The new wave maps out its progression

With the decade of the noughties hurtling towards its conclusion it’s now that every music journalist, critic and record exec will look back and trace the musical path of the last ten years, with the return of the art-rock – synth infused – punk ethos of new wave under considerable discussion.   Since it returned to our shores it has engulfed every popular music genre with its thirst for groove and its desire to surprise.

The real beauty of this burgeoning scene is its ability to hijack other sounds and perfectly integrate them into its evolving palate.    New wave could be tenuously linked to the late 60s with experimental outfits like the Silver Apples – sonic scientists & musical magpies in search of the ultimate spaced-out groove.   Although the real birth of the new wave movement is commonly associated with the late 70s to early eighties and beyond, with bands such as Talking Heads, Television and Blondie.

The recent plethora of bands tagged with the new wave sound has featured a diverse range of acts that straddle many popular musical genres – including pop, indie, dance and even folk.    Many of the current artists owe much of the recent divergence to James Murphy and his DFA label – who led the way forward with a hybrid sound of punk, electro, rave and funk at the beginning of the decade.  Many of the current crop of new wave artists have melded their own particular detached influences into the present zeitgeist of synth-based pop to recreate a constantly evolving montage, which categorizes the core essence of New Wave music.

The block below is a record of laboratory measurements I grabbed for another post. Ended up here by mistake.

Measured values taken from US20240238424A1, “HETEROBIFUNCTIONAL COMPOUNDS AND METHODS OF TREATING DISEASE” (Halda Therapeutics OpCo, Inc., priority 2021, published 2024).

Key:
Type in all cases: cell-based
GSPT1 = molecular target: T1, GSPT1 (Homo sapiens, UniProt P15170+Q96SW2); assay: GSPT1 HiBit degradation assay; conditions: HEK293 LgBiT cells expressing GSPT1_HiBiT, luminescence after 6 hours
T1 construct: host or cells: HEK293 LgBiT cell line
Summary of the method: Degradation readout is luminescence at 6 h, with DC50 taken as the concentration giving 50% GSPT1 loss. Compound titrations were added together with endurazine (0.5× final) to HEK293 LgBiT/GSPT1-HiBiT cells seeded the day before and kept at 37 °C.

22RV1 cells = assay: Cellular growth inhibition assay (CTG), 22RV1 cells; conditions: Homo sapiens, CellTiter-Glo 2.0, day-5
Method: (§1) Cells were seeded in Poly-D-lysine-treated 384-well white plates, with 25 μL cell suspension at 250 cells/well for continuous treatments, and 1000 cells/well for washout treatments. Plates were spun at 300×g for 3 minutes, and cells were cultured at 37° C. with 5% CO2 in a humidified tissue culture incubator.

Following the new wave template for synth based hybridisation is Maps: aka – James Chapman.   Performing at Cargo in London on Monday night, with his touring partner August, the sheer scale of influences, sonic exhilaration and underlying groove highlighted the adventurous nature of  new wave.  Many of the songs were played from his latest album – ‘Turning the mind’ – an album of cathartic symphonies about healing the soul and psyche.   There were many influences on display, most notably the melancholic  drone of Spiritualized mixed with the euphoric washes of the shoegazing period, set closer ‘Valium in the sunshine‘ converged this sound to dizzying effect.    Songs like ‘Let go of the fear‘ and ‘Love will come‘ displayed more of a dance floor vibe – all heavy synths and lifting beats.

Maps showcased the progressive and adaptable charm of new wave – with the ability to reinterpret the synth -based sound to incorporate new influences and tastes in the world of electro, house and shoegaze while charting out a new course of discovery.

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